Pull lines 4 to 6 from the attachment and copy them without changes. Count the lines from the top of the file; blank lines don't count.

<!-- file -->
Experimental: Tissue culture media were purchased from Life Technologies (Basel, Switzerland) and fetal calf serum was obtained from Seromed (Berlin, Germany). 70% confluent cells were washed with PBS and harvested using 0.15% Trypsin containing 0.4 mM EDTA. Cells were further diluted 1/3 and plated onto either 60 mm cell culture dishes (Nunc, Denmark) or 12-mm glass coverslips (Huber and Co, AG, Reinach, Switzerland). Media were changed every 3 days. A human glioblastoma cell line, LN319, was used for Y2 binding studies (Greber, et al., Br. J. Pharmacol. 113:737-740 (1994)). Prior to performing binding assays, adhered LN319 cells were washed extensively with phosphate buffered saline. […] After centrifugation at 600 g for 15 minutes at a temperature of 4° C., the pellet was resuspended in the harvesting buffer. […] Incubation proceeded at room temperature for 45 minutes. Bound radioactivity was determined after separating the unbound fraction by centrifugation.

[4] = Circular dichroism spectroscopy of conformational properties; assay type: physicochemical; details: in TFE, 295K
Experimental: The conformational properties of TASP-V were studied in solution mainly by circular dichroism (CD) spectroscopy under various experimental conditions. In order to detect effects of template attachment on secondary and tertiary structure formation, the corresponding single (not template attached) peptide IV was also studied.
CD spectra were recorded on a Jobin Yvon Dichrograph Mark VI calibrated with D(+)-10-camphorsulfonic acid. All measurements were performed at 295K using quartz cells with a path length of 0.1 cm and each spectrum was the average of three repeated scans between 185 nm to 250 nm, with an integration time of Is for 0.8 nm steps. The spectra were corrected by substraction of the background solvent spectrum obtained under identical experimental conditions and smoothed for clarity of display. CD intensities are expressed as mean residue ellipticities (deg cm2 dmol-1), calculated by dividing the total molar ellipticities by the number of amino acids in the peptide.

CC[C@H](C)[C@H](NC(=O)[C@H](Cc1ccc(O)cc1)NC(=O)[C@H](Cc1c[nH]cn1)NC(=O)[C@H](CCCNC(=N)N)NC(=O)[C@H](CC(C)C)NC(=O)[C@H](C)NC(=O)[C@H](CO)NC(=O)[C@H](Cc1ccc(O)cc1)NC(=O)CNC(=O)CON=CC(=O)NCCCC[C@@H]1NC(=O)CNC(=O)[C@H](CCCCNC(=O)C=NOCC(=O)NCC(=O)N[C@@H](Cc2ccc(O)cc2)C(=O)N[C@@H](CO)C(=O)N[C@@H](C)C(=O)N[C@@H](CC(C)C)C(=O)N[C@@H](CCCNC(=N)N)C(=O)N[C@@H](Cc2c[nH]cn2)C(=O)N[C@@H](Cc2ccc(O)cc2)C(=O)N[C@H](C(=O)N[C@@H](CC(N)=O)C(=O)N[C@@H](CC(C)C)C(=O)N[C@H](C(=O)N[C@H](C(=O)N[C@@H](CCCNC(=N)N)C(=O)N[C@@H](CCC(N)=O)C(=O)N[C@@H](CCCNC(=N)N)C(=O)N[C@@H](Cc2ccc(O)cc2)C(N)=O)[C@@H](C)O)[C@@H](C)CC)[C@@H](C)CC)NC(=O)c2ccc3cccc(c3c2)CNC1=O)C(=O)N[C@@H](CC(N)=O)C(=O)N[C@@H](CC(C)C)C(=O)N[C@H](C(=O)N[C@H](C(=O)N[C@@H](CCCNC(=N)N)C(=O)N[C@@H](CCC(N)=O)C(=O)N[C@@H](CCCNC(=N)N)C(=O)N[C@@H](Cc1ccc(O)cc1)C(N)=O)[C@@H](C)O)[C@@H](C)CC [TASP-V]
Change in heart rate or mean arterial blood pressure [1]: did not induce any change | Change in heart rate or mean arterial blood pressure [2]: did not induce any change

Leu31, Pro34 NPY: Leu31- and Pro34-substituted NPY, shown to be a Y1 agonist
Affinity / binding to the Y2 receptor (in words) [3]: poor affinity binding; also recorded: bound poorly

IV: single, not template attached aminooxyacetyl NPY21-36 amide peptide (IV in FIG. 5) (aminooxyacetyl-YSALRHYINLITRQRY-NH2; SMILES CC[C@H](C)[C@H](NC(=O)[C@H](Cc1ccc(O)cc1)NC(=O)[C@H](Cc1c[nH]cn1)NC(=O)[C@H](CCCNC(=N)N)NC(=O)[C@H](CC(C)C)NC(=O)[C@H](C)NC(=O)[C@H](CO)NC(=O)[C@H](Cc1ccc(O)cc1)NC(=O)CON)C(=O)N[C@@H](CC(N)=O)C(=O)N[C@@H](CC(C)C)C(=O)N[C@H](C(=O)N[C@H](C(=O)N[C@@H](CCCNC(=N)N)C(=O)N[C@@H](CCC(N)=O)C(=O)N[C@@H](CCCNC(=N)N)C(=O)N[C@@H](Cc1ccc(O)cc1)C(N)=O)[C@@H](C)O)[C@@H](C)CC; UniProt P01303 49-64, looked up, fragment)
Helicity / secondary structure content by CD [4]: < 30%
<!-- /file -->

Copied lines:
CD spectra were recorded on a Jobin Yvon Dichrograph Mark VI calibrated with D(+)-10-camphorsulfonic acid. All measurements were performed at 295K using quartz cells with a path length of 0.1 cm and each spectrum was the average of three repeated scans between 185 nm to 250 nm, with an integration time of Is for 0.8 nm steps. The spectra were corrected by substraction of the background solvent spectrum obtained under identical experimental conditions and smoothed for clarity of display. CD intensities are expressed as mean residue ellipticities (deg cm2 dmol-1), calculated by dividing the total molar ellipticities by the number of amino acids in the peptide.

CC[C@H](C)[C@H](NC(=O)[C@H](Cc1ccc(O)cc1)NC(=O)[C@H](Cc1c[nH]cn1)NC(=O)[C@H](CCCNC(=N)N)NC(=O)[C@H](CC(C)C)NC(=O)[C@H](C)NC(=O)[C@H](CO)NC(=O)[C@H](Cc1ccc(O)cc1)NC(=O)CNC(=O)CON=CC(=O)NCCCC[C@@H]1NC(=O)CNC(=O)[C@H](CCCCNC(=O)C=NOCC(=O)NCC(=O)N[C@@H](Cc2ccc(O)cc2)C(=O)N[C@@H](CO)C(=O)N[C@@H](C)C(=O)N[C@@H](CC(C)C)C(=O)N[C@@H](CCCNC(=N)N)C(=O)N[C@@H](Cc2c[nH]cn2)C(=O)N[C@@H](Cc2ccc(O)cc2)C(=O)N[C@H](C(=O)N[C@@H](CC(N)=O)C(=O)N[C@@H](CC(C)C)C(=O)N[C@H](C(=O)N[C@H](C(=O)N[C@@H](CCCNC(=N)N)C(=O)N[C@@H](CCC(N)=O)C(=O)N[C@@H](CCCNC(=N)N)C(=O)N[C@@H](Cc2ccc(O)cc2)C(N)=O)[C@@H](C)O)[C@@H](C)CC)[C@@H](C)CC)NC(=O)c2ccc3cccc(c3c2)CNC1=O)C(=O)N[C@@H](CC(N)=O)C(=O)N[C@@H](CC(C)C)C(=O)N[C@H](C(=O)N[C@H](C(=O)N[C@@H](CCCNC(=N)N)C(=O)N[C@@H](CCC(N)=O)C(=O)N[C@@H](CCCNC(=N)N)C(=O)N[C@@H](Cc1ccc(O)cc1)C(N)=O)[C@@H](C)O)[C@@H](C)CC [TASP-V]
Change in heart rate or mean arterial blood pressure [1]: did not induce any change | Change in heart rate or mean arterial blood pressure [2]: did not induce any change